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Email this file to the user

Evolution
To get evolution to automatically sign your emails every time you send an email do the following steps. First obtain your key ID by typing the following command; gpg --list-keys

Start Evolution 1. Click Edit > Preferences, then click Mail Accounts 2. Select the account you want to use securely, then click Edit 3. Click the Security Tab 4. Specify your key ID in the PGP/GPG Key ID field (eight character string) 5. Click OK 6. Click Close Send an email to someone.

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Class Activity
1. On you computer create a user provided by you lecturer (note this account should match the user account created on the MTA (mail server) useradd greg passwd greg

2. Install evolution if it is not already installed yum install evolution

3. Change your network to P and restart your network interfaces service network restart ifconfig (confirm you have a IP address with on the 10.70.0. network

4. Logout of root 5. Login as the user you created in step 1 6. Open terminal and make gpg keys for your user (use email account from mail server of <user>@networking.pdn) 7. Export your public key as a text file 8. Configure evolution to connect to the mail server email account <user>@networking.pdn Receiving email Server type: POP Server: mail.networking.pdn Sending email Server type: SMTP Server: mail.networking.pdn Uncheck: Server requires authentication Finish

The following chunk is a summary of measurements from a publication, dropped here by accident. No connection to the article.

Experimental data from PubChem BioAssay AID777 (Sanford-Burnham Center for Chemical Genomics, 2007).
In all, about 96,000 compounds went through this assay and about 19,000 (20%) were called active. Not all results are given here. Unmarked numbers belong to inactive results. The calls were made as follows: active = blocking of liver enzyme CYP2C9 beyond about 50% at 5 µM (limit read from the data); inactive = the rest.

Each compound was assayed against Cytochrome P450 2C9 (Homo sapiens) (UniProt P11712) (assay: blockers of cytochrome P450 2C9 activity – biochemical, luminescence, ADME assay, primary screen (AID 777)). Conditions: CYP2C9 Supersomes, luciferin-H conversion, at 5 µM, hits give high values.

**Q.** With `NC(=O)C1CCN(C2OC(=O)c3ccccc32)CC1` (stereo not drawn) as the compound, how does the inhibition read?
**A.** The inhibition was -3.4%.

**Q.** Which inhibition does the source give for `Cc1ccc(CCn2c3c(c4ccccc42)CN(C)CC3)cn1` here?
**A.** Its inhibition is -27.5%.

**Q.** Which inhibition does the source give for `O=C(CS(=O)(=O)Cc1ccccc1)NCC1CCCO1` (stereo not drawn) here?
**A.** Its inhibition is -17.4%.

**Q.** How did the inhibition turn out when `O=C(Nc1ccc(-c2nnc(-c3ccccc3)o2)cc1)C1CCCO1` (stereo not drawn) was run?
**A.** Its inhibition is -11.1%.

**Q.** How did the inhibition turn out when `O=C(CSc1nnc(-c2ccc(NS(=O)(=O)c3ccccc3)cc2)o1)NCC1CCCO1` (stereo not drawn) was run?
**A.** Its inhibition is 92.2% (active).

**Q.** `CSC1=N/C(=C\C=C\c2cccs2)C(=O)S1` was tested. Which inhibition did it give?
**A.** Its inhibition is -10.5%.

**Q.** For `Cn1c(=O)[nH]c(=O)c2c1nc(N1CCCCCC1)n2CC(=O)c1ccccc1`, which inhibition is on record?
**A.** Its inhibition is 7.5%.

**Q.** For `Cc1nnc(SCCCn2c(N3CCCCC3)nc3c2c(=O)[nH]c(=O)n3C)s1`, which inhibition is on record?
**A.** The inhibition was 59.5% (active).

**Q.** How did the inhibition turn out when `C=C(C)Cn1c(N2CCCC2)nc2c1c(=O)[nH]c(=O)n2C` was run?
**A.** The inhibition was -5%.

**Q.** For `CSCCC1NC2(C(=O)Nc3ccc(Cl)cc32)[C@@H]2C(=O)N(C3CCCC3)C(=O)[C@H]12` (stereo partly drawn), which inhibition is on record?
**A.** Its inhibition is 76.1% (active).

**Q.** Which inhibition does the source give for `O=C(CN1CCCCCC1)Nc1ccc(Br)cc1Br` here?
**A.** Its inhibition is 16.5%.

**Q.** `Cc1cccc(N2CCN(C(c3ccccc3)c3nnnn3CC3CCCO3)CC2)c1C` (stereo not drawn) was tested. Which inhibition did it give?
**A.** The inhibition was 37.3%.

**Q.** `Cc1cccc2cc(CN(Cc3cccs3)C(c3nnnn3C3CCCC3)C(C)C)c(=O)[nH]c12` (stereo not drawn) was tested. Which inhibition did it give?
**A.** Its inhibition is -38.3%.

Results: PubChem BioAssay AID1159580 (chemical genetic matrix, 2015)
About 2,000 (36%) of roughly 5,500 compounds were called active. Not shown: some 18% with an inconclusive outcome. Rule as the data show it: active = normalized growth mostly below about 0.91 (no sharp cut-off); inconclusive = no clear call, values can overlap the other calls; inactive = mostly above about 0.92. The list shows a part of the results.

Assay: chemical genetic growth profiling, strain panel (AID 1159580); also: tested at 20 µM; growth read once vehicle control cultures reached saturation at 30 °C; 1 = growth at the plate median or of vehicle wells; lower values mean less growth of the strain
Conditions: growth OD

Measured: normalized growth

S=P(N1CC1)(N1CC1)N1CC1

9. Send an email to yourself to test sending and receiving email. 10.Send an email to the lecturer with your public key, also asking them for their public key 11.Import the lecturers public key and trust it.

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12.Encrypt a text file for the lecturers then email the cipher text to the lecturers email account asking for confirmation that he was able to decrypt the message. 13.Configure evolution to sign all outgoing email messages. 14.Do the above steps 10 - 12 with a user next to you.